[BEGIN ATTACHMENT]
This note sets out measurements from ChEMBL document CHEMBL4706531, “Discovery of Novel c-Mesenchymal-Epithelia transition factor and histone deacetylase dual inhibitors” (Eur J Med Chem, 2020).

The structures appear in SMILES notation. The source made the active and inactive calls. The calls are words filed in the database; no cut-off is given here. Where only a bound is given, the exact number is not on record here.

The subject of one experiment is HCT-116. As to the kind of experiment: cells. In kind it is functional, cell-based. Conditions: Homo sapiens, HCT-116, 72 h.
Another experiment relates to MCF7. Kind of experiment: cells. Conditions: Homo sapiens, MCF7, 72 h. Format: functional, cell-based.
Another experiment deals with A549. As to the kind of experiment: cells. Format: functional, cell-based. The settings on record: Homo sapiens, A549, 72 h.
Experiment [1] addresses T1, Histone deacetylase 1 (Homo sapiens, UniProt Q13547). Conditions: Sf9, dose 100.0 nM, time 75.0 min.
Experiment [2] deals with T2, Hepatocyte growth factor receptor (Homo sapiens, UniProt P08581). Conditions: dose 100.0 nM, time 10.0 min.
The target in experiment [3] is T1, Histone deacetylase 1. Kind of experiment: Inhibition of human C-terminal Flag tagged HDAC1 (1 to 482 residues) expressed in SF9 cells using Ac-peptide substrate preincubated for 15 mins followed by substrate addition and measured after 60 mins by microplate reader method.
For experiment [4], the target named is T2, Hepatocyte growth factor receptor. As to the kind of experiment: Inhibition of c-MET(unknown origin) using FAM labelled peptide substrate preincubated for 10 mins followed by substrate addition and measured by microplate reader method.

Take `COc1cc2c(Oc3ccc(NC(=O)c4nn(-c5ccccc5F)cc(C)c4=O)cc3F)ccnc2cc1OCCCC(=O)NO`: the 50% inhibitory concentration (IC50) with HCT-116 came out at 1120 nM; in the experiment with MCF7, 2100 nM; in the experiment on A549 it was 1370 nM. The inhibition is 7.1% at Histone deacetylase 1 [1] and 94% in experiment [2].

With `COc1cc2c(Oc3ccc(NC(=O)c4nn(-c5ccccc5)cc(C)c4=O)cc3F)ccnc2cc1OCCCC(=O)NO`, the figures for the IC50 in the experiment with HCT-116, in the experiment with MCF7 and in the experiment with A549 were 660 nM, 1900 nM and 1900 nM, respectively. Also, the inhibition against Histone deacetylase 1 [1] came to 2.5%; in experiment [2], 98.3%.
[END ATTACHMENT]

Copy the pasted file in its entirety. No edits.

This note sets out measurements from ChEMBL document CHEMBL4706531, “Discovery of Novel c-Mesenchymal-Epithelia transition factor and histone deacetylase dual inhibitors” (Eur J Med Chem, 2020).

The structures appear in SMILES notation. The source made the active and inactive calls. The calls are words filed in the database; no cut-off is given here. Where only a bound is given, the exact number is not on record here.

The subject of one experiment is HCT-116. As to the kind of experiment: cells. In kind it is functional, cell-based. Conditions: Homo sapiens, HCT-116, 72 h.
Another experiment relates to MCF7. Kind of experiment: cells. Conditions: Homo sapiens, MCF7, 72 h. Format: functional, cell-based.
Another experiment deals with A549. As to the kind of experiment: cells. Format: functional, cell-based. The settings on record: Homo sapiens, A549, 72 h.
Experiment [1] addresses T1, Histone deacetylase 1 (Homo sapiens, UniProt Q13547). Conditions: Sf9, dose 100.0 nM, time 75.0 min.
Experiment [2] deals with T2, Hepatocyte growth factor receptor (Homo sapiens, UniProt P08581). Conditions: dose 100.0 nM, time 10.0 min.
The target in experiment [3] is T1, Histone deacetylase 1. Kind of experiment: Inhibition of human C-terminal Flag tagged HDAC1 (1 to 482 residues) expressed in SF9 cells using Ac-peptide substrate preincubated for 15 mins followed by substrate addition and measured after 60 mins by microplate reader method.
For experiment [4], the target named is T2, Hepatocyte growth factor receptor. As to the kind of experiment: Inhibition of c-MET(unknown origin) using FAM labelled peptide substrate preincubated for 10 mins followed by substrate addition and measured by microplate reader method.

Take `COc1cc2c(Oc3ccc(NC(=O)c4nn(-c5ccccc5F)cc(C)c4=O)cc3F)ccnc2cc1OCCCC(=O)NO`: the 50% inhibitory concentration (IC50) with HCT-116 came out at 1120 nM; in the experiment with MCF7, 2100 nM; in the experiment on A549 it was 1370 nM. The inhibition is 7.1% at Histone deacetylase 1 [1] and 94% in experiment [2].

With `COc1cc2c(Oc3ccc(NC(=O)c4nn(-c5ccccc5)cc(C)c4=O)cc3F)ccnc2cc1OCCCC(=O)NO`, the figures for the IC50 in the experiment with HCT-116, in the experiment with MCF7 and in the experiment with A549 were 660 nM, 1900 nM and 1900 nM, respectively. Also, the inhibition against Histone deacetylase 1 [1] came to 2.5%; in experiment [2], 98.3%.